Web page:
AROSE grows Australia’s profile in space

A new high-calibre council of space industry professionals established in Perth is expected to reinforce Western Australia’s growing presence on the global space stage and accelerate development in the state’s remote operations technology field.

Formed by the Perth-based remote operations accelerator, Australian Remote Operations in Space and Earth (AROSE), the International Space Council includes four US-based industry professionals and six members of the WA space industry.

AROSE council members include chairman David Flanagan, founder Russell Potapinski, CEO Leanne Cunnold and board member Linda Dawson.

Others on the council are geodata specialist, Fugro Australia’s space systems director, Dawn McIntosh; former NASA chief of staff David Radzanowski; founding director of the Center for Robot Assisted Search and Rescue, John Blitch; and Carissa Christensen, a US space policy advisor.

“Australia’s expertise is well understood by space-faring nations, and there will be many opportunities in the years ahead to expand Australia’s remote operations service offering to major international space sector providers,” said Christensen, who is also CEO of BryceTech.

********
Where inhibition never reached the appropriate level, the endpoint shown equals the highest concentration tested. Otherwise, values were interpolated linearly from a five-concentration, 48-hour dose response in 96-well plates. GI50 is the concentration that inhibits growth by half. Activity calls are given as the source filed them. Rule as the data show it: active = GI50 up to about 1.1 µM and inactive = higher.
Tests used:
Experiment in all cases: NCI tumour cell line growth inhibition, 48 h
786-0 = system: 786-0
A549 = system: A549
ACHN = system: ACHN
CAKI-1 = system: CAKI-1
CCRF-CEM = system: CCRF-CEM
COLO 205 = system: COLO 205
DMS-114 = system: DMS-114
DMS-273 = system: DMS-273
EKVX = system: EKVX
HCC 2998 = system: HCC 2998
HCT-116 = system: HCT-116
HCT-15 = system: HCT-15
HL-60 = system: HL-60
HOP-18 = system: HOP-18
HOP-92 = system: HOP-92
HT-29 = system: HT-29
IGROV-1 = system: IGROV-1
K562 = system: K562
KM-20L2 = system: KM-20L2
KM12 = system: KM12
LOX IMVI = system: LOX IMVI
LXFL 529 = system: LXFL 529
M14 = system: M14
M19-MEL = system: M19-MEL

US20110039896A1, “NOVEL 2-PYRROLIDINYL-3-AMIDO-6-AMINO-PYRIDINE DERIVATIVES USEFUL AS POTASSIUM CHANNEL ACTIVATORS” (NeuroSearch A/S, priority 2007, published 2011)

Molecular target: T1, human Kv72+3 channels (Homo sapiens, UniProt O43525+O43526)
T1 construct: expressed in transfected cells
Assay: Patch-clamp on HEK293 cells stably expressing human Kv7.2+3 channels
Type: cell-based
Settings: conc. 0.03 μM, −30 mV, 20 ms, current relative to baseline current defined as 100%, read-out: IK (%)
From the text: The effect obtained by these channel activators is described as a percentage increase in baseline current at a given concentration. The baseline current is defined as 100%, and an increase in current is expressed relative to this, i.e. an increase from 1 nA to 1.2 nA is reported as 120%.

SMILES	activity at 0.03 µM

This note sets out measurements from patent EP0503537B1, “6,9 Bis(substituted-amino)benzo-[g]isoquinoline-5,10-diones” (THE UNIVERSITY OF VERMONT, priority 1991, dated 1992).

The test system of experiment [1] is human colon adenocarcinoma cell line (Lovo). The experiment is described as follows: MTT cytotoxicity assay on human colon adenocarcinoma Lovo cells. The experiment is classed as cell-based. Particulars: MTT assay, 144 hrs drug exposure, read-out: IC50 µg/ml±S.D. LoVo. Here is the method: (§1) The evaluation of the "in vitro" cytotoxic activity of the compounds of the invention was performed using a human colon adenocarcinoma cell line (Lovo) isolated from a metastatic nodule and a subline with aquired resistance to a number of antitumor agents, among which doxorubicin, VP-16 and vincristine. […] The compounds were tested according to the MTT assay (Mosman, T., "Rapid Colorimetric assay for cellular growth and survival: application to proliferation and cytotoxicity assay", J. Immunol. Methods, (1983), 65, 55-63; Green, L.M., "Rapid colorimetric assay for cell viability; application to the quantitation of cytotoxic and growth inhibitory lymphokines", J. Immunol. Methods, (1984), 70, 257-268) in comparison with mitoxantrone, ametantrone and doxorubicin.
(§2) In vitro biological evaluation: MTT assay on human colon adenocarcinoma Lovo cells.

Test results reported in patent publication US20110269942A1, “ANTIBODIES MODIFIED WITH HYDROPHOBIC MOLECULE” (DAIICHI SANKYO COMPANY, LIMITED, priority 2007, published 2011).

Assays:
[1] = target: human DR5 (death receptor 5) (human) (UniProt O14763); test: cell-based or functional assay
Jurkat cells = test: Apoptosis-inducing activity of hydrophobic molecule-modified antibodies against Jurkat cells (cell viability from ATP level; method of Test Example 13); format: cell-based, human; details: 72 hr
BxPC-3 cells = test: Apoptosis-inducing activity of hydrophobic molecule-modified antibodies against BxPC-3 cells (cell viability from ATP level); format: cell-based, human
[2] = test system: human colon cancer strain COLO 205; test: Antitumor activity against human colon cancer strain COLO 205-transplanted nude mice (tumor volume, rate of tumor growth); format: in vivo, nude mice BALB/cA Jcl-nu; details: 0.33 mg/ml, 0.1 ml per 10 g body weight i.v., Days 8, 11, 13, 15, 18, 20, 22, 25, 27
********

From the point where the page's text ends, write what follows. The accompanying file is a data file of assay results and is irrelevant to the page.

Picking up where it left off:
McIntosh, a former NASA engineer, has also been involved with Australia’s first multi-user remote operations centre for space automation, artificial intelligence and robotics, which opened this month in Perth.

Fugro’s Space Automation, Artificial Intelligence and Robotics Control Complex (SpAARC) will test, train and control remote and autonomous operations for space and other harsh environments on Earth.

McIntosh said Fugro was building a scalable operational model, bringing efficiencies to complex space missions across the globe.

“NASA understands well Australia’s global leadership in remote operations capability,” she said.

“SpAARC offers an exciting new pathway for Australian and international companies to test new technologies and systems, as well as train staff in preparation for off-earth missions.”

SpAARC is a key deliverable of the Australian Space Agency’s Robotics and Automation on Earth and in Space Roadmap to 2030. The Australian Government committed $4.5 million to SpAARC as part of its mission to triple the size of the local space sector to $12 billion and create 20,000 new jobs by the end of the decade. The facility also received $3.5 million in funding from the state government.

“SpAARC is foundational infrastructure for the next phase of Australia’s space capability development,” director Sam Forbes said.

“It builds on and extends Fugro’s already impressive remote operations capability and will help to further diversify the Australian economy.”

Cunnold said SpAARC could become a world-recognised facility for innovation and collaboration.

“SpAARC will encourage more research and development of remote asset management capability and create more diverse high-tech jobs in robotics and automation across all industries including resources, space, defence, agriculture and health,” she said.

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